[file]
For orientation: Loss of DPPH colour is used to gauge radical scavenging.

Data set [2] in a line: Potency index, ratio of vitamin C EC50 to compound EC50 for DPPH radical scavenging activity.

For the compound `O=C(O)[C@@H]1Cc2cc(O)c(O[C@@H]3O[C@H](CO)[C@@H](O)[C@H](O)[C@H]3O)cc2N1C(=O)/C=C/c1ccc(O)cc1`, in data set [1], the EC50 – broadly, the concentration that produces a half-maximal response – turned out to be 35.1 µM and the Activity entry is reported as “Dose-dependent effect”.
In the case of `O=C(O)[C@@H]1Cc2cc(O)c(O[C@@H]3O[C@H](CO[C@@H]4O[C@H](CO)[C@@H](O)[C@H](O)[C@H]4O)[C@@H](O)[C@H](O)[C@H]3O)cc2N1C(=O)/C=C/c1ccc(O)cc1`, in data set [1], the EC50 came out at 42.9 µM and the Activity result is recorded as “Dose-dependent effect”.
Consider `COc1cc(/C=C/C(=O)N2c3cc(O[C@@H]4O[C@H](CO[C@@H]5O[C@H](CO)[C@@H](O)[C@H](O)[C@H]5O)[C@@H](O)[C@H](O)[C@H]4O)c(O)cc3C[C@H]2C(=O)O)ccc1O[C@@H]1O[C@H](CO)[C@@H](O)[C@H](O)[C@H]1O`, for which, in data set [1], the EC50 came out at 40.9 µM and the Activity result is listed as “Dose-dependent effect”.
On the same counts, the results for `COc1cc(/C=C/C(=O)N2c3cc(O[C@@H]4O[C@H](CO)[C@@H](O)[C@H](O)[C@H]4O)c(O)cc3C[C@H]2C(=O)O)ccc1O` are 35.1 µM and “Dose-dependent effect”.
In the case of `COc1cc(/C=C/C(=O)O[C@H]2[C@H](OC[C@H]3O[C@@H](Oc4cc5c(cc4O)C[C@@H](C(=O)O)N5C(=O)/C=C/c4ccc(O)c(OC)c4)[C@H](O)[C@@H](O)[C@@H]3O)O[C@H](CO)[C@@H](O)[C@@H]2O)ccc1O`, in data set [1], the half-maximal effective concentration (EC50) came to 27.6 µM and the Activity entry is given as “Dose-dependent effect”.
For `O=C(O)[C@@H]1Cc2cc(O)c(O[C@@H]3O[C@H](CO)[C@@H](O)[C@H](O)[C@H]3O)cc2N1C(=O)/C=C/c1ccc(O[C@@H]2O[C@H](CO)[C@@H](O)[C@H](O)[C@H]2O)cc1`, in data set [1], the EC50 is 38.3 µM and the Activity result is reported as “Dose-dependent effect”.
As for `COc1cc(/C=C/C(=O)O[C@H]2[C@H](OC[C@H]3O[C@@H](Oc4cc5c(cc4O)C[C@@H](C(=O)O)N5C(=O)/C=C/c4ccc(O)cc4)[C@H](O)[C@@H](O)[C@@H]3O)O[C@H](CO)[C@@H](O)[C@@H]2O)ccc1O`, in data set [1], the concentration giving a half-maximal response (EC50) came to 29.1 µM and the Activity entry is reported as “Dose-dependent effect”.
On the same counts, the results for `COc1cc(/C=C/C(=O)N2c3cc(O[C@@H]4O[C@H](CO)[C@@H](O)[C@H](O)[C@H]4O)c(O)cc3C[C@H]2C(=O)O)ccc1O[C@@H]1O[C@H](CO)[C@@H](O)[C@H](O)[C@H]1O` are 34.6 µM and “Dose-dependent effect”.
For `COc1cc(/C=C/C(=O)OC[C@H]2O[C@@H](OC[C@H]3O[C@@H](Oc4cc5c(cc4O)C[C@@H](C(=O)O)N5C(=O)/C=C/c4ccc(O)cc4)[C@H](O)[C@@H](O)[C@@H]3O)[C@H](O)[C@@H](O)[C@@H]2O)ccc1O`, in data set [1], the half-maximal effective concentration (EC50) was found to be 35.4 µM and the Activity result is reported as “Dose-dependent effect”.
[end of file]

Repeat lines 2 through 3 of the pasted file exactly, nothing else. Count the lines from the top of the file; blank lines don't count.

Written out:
Data set [2] in a line: Potency index, ratio of vitamin C EC50 to compound EC50 for DPPH radical scavenging activity.

For the compound `O=C(O)[C@@H]1Cc2cc(O)c(O[C@@H]3O[C@H](CO)[C@@H](O)[C@H](O)[C@H]3O)cc2N1C(=O)/C=C/c1ccc(O)cc1`, in data set [1], the EC50 – broadly, the concentration that produces a half-maximal response – turned out to be 35.1 µM and the Activity entry is reported as “Dose-dependent effect”.